If a Chayah (which one is not obligated to feed), is permitted to eat, why does the Torah see fit to add "Beheimah" (which one is)?
Rashi and Ramban (both citing the Sifra): The Torah is comparing Beheimah to Chayah, in that, as long as the Chayah is able to find any particular species in the field, one is permitted to feed one's Beheimah in the house that species. 1
Rashi (in Shabbos, 68a): The Pasuk teaches us that the laws of Sh'mitah extend to animal fodder.
Ramban: But once it is no longer available in the field, one is obligated to clear it out of the house and declare it Hefker, a procedure that the Chachamim call 'Bi'ur Shevi'is' (See Ramban, who elaborates at length).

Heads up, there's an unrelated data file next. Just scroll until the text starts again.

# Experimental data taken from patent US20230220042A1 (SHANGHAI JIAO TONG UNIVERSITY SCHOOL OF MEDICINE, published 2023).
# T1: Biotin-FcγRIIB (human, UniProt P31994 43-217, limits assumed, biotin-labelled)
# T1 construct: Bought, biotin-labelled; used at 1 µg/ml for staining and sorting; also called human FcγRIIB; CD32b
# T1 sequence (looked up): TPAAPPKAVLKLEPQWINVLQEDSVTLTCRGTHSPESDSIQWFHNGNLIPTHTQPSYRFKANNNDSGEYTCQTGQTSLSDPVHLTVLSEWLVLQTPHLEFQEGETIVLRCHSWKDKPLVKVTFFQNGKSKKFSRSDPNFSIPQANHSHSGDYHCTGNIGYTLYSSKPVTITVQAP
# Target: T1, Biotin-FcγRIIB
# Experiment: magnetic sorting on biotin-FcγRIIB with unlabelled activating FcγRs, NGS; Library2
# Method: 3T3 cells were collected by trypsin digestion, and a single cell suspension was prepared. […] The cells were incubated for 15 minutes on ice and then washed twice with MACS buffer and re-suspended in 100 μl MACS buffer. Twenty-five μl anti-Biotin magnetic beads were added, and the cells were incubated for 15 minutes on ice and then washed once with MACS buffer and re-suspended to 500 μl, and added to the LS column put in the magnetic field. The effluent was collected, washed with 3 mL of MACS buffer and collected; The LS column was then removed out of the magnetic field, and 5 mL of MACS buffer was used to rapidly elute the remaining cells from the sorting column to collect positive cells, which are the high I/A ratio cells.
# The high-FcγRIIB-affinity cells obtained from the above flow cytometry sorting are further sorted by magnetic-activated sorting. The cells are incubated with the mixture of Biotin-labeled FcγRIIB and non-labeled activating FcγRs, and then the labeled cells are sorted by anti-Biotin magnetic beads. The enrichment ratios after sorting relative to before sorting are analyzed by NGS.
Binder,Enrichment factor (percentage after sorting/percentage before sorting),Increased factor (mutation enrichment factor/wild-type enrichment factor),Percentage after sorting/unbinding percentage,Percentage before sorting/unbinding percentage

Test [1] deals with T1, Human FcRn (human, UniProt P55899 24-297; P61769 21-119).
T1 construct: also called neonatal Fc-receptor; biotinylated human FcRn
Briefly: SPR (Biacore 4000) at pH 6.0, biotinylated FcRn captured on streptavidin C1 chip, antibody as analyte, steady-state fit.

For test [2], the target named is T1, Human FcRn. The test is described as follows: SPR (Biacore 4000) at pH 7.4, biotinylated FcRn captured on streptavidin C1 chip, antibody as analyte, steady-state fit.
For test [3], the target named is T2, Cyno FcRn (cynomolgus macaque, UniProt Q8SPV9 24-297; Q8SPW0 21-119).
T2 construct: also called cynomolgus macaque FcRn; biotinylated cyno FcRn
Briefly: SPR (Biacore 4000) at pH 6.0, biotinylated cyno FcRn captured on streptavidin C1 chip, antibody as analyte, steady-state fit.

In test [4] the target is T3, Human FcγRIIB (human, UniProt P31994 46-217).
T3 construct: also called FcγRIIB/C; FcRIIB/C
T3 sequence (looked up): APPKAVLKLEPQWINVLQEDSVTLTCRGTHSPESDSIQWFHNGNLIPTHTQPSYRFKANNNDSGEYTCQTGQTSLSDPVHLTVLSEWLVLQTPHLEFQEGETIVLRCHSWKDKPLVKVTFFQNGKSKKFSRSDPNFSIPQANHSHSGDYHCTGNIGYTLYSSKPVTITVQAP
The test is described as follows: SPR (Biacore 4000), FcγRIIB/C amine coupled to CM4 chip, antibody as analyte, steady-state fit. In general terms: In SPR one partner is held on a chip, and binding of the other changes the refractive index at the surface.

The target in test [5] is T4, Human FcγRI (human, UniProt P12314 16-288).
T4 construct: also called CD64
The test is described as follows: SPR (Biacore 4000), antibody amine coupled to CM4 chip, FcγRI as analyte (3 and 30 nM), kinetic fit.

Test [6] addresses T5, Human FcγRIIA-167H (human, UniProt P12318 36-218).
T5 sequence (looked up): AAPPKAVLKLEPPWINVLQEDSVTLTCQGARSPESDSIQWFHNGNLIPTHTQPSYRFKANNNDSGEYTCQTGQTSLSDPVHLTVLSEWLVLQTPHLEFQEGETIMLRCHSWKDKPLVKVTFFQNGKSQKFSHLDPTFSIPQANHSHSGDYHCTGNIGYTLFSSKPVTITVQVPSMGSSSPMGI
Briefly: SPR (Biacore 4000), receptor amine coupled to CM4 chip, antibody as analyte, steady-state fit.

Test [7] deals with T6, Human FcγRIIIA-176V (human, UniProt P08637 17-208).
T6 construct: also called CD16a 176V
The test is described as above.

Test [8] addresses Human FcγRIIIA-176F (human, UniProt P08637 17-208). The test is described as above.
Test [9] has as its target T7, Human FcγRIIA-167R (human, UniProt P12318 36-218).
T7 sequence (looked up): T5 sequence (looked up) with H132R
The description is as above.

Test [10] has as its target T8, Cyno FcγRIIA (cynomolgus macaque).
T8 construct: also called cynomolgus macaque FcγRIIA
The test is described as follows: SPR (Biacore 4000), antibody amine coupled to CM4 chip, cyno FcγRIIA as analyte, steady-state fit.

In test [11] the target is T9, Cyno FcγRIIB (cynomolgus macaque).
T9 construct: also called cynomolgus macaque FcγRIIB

What are the implications of the words "Asher be'Artzecha"?
Shevi'is, 6:4: It implies that one may not take Sh'mitah produce out of Eretz Yisrael in order to feed one's animals in Churz la'Aretz.
Why does the Torah insert the word "Kol Tevu'asah"?
Oznayim la'Torah (citing a Tosefta: To teach us that, although it is forbidden to feed an animal human food, 3 if an animal wants to est a fig in the Sh'mitah, we are not obligated to stop it.
Why does the Torah nsert the word "Le'echol"? Why does it not include Beheimah and Chayah in the previous Pasuk?